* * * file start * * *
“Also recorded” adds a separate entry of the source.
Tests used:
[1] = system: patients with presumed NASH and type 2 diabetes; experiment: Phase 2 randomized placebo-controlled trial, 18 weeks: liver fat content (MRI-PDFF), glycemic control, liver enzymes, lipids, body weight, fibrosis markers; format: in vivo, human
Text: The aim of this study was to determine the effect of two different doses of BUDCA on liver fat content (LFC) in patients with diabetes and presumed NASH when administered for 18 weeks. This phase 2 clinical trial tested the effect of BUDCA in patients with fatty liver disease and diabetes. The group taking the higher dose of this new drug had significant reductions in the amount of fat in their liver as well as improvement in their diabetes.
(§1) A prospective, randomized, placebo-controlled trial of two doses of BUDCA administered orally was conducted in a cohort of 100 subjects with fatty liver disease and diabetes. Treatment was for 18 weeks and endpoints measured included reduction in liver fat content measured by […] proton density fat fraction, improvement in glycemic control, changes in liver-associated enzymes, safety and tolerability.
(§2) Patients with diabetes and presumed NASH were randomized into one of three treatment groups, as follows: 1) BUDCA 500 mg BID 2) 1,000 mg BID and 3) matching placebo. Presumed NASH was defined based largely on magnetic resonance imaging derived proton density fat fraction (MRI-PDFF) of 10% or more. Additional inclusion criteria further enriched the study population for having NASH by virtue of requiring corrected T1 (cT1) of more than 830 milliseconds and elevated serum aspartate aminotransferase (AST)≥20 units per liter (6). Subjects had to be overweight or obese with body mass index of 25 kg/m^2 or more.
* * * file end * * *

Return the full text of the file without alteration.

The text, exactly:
“Also recorded” adds a separate entry of the source.
Tests used:
[1] = system: patients with presumed NASH and type 2 diabetes; experiment: Phase 2 randomized placebo-controlled trial, 18 weeks: liver fat content (MRI-PDFF), glycemic control, liver enzymes, lipids, body weight, fibrosis markers; format: in vivo, human
Text: The aim of this study was to determine the effect of two different doses of BUDCA on liver fat content (LFC) in patients with diabetes and presumed NASH when administered for 18 weeks. This phase 2 clinical trial tested the effect of BUDCA in patients with fatty liver disease and diabetes. The group taking the higher dose of this new drug had significant reductions in the amount of fat in their liver as well as improvement in their diabetes.
(§1) A prospective, randomized, placebo-controlled trial of two doses of BUDCA administered orally was conducted in a cohort of 100 subjects with fatty liver disease and diabetes. Treatment was for 18 weeks and endpoints measured included reduction in liver fat content measured by […] proton density fat fraction, improvement in glycemic control, changes in liver-associated enzymes, safety and tolerability.
(§2) Patients with diabetes and presumed NASH were randomized into one of three treatment groups, as follows: 1) BUDCA 500 mg BID 2) 1,000 mg BID and 3) matching placebo. Presumed NASH was defined based largely on magnetic resonance imaging derived proton density fat fraction (MRI-PDFF) of 10% or more. Additional inclusion criteria further enriched the study population for having NASH by virtue of requiring corrected T1 (cT1) of more than 830 milliseconds and elevated serum aspartate aminotransferase (AST)≥20 units per liter (6). Subjects had to be overweight or obese with body mass index of 25 kg/m^2 or more.